You may be aware that the New World Symphony is America’s leading training orchestra, boasting top rate talent. And you may have heard about their breathtaking new hall in Miami Beach. But did you know that members of this group are daring to re-imagine the business model of orchestras from the bottom up?
The fact that many American orchestras struggle to survive is no secret. In the past few years, top-tier ensembles in Philadelphia, Syracuse, Honolulu, Detroit, Louisville, Dallas, and New Mexico have cancelled concerts, issued pay cuts, declared bankruptcy, or closed their doors. Reversing this trend will likely require more than savvier social media use, fundraising efforts, or other one-dimensional potions.
I recently completed a two-day residency with the NWS focused around this very problem. Below is a summary of our journey.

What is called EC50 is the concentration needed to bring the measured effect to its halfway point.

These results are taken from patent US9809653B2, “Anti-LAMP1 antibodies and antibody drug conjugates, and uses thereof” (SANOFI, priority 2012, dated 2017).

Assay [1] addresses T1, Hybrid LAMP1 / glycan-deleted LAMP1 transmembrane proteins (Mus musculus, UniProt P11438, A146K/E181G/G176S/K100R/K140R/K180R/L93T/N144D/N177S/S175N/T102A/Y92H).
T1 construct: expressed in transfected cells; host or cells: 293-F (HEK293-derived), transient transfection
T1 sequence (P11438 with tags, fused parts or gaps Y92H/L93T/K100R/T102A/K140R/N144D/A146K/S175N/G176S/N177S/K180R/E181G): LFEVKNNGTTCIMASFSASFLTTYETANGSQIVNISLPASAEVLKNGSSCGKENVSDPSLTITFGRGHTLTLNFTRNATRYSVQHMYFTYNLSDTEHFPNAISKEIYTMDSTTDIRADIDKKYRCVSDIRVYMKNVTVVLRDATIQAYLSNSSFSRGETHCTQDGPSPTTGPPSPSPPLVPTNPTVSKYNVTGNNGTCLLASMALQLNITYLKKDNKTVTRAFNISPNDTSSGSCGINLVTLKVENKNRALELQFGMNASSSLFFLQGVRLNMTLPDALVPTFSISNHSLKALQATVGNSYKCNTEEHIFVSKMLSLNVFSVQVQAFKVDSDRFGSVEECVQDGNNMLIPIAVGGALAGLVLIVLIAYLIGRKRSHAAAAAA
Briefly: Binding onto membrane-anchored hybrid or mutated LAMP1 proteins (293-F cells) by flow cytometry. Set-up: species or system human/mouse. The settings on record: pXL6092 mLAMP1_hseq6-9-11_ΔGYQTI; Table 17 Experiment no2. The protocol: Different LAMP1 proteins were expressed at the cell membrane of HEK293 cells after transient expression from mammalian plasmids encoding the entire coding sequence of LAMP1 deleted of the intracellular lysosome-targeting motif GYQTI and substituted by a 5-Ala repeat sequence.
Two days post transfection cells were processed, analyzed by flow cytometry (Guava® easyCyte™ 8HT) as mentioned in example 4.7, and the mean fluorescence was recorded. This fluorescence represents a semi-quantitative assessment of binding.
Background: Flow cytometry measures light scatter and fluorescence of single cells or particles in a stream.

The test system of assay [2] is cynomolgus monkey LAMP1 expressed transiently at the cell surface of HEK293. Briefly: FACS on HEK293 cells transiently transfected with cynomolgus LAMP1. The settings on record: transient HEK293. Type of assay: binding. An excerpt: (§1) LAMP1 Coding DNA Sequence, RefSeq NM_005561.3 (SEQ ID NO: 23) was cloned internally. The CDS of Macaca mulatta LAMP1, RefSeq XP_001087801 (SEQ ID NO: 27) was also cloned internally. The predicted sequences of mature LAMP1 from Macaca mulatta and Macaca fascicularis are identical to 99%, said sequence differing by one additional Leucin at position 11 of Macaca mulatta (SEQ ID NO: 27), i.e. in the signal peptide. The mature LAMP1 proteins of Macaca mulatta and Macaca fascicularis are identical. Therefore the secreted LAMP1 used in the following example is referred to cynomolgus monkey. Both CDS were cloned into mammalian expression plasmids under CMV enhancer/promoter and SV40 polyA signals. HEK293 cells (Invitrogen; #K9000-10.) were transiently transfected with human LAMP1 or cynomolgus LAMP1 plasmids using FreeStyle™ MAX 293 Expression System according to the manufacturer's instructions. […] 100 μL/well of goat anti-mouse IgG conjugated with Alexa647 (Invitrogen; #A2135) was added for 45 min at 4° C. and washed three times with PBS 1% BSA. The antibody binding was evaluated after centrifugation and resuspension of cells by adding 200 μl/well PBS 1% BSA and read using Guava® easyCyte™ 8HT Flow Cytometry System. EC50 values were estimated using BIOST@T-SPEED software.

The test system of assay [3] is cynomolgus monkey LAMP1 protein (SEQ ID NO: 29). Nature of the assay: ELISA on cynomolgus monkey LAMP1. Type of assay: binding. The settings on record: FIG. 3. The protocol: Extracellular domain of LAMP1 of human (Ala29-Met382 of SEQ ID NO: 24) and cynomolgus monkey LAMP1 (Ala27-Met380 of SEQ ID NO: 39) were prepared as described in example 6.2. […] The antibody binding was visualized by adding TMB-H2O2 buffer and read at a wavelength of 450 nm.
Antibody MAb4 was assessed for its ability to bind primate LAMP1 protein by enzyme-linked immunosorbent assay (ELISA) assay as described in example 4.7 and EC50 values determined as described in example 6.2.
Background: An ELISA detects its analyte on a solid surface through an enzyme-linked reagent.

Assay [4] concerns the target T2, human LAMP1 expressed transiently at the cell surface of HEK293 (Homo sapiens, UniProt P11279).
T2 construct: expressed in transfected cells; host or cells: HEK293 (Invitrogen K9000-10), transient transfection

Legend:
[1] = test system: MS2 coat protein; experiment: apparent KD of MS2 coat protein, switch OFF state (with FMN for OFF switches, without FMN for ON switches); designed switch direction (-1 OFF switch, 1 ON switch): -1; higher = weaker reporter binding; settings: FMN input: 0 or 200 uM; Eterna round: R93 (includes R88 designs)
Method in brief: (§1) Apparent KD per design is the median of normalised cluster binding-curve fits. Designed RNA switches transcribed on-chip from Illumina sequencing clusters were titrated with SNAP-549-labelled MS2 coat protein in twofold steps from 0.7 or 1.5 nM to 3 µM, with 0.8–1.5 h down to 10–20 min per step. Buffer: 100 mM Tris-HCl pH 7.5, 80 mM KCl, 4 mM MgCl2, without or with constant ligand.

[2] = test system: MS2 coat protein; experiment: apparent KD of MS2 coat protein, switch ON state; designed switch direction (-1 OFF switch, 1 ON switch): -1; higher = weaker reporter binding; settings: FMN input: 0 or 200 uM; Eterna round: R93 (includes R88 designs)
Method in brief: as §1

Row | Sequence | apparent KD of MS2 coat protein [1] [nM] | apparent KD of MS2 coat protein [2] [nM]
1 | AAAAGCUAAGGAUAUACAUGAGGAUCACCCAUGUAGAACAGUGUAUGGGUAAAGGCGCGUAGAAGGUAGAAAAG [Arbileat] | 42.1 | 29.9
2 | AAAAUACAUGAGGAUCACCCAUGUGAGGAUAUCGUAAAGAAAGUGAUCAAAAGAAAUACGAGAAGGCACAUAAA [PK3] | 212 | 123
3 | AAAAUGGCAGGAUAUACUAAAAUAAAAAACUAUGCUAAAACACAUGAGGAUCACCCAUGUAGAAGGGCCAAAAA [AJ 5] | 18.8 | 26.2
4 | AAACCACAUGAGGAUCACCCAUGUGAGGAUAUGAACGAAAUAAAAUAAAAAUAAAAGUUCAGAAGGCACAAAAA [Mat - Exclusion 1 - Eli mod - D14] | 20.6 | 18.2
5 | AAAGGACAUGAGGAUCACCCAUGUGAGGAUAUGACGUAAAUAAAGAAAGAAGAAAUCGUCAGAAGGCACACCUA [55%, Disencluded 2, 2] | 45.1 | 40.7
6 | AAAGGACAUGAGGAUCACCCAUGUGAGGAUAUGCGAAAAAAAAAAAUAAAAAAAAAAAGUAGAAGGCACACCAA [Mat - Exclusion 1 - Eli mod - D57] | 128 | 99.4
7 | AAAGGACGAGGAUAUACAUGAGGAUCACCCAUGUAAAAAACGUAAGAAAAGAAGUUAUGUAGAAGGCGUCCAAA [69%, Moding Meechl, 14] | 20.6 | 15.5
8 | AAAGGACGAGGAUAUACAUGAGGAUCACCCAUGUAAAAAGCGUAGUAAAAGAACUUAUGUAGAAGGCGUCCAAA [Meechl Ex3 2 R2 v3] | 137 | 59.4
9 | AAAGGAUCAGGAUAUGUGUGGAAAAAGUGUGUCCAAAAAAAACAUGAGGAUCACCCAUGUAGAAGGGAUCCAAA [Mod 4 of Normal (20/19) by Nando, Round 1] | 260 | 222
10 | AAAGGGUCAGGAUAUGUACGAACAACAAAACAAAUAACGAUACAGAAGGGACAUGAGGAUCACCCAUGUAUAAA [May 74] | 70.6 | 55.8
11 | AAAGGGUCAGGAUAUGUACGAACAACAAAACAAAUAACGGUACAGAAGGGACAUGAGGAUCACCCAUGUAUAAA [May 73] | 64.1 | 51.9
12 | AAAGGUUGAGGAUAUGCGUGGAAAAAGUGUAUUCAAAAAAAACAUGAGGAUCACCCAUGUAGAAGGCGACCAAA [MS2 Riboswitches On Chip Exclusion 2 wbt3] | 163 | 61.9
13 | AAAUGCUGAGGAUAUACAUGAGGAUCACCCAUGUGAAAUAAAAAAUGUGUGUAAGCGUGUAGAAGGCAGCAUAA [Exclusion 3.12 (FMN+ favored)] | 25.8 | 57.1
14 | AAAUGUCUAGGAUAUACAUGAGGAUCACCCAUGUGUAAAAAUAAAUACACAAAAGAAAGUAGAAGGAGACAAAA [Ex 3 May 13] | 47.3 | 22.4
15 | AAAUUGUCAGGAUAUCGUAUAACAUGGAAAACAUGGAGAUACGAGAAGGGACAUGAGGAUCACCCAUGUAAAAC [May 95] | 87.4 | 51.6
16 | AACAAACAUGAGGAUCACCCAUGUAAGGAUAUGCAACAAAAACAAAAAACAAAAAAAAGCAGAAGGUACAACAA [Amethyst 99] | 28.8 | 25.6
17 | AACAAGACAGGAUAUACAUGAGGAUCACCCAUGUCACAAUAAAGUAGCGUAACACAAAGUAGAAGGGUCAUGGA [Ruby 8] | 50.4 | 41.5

As a starting point, we used the following scenario. The year is 2020, and almost every major full-time American symphony orchestra has since declared bankruptcy and closed its doors. (Obviously nobody desires this outcome, but imposing these “conditions” forced fellows to think creatively and challenge status quo.)
Confronted by that hypothetical, a group of NWS alum decides to found a new ensemble, Orchestra Future. For this organization, two priorities are non-negotiable:
- We must produce outstanding art (an area where Orchestras Past excelled)
- We must create a sustainable business model (an area where Orchestras Past were not ultimately able to succeed in the 21st Century)
Beyond these two points, anything and everything was on the table. How might this new, alternate Orchestra Future look?
Magical solutions did not instantly appear. As with any meaningful strategic planning, the process benefited from thoughtful discussion and collective wisdom. Participants began by dissecting Orchestras Past (in other words, the 2011 paradigm), honing in specifically on three large-scale areas they deemed essential: 1) Event Design, 2) Institutional Culture, and 3) Relevance.